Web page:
Monday Motivation: It’s what our world is made of
In a little more than a month, we will be hunting for truffles in Istria during the course of our Croatian writing retreat. It’ll demand a keen sense of smell, I imagine – although I’m pretty sure the noses that sniff them out will be canine, or perhaps porcine, and not human.
Today, Trish and I walked our neighbour’s dog, Aggie, down the old railway track – now a bicycle path – that runs alongside our marina to the embankment in Bedford. It’s a lovely walk that takes you under an overhang of sycamores and planes, ash and horse chestnut. On either side of the path lie banks of wild flowers and nettles. Of course, in autumn the flowers have fled, although here and there you’ll spot a desiccated blackberry.
But what assails you as you stroll down the green tunnel of vegetation are the smells: of earth, of decaying leaf mould, of autumnal dampness. It’s easy to imagine networks of fungi underground transmitting their elemental messages from tree to tree, from copse to copse.
Aggie, a fine and silent hound (she only barks at swans) stops frequently, as dogs do, to savour the olfactory evidence of previous perambulating canines – although what excites her most are the traces of the squirrels and rabbits that she detects en route.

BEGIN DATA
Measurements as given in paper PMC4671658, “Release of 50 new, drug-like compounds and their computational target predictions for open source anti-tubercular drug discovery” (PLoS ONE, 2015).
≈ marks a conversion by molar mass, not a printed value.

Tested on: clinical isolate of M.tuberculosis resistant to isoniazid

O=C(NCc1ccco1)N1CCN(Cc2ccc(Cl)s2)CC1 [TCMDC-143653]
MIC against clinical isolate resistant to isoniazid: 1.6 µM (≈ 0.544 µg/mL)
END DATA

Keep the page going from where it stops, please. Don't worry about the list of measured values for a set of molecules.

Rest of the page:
It’s a pity that dogs can’t write, because if they could they’d give us insight into a world in which the senses play a far greater role than they do in ours.
Imagine a consciousness in which words don’t exist – but an infinite range of smells tells you all you need to know: a large, aggressive dog passed this way just minutes ago; a squirrel is perched somewhere in that tree; a rabbit nibbled beneath this patch of honesty several hours ago…
Our senses might not be as acute as our pets’ – but we must do what we can with what we have, and report, in our writing, on all the sensations we experience: the heady perfume of wild jasmine, the plash of water at the weir, the gleam of sunlight that intermittently penetrates the canopy above us, the taste of raindrops on our tongue, the rough contours of an old oak’s trunk against a trailing hand.
It’s what our world is made of. It’s how we make the world of story come alive.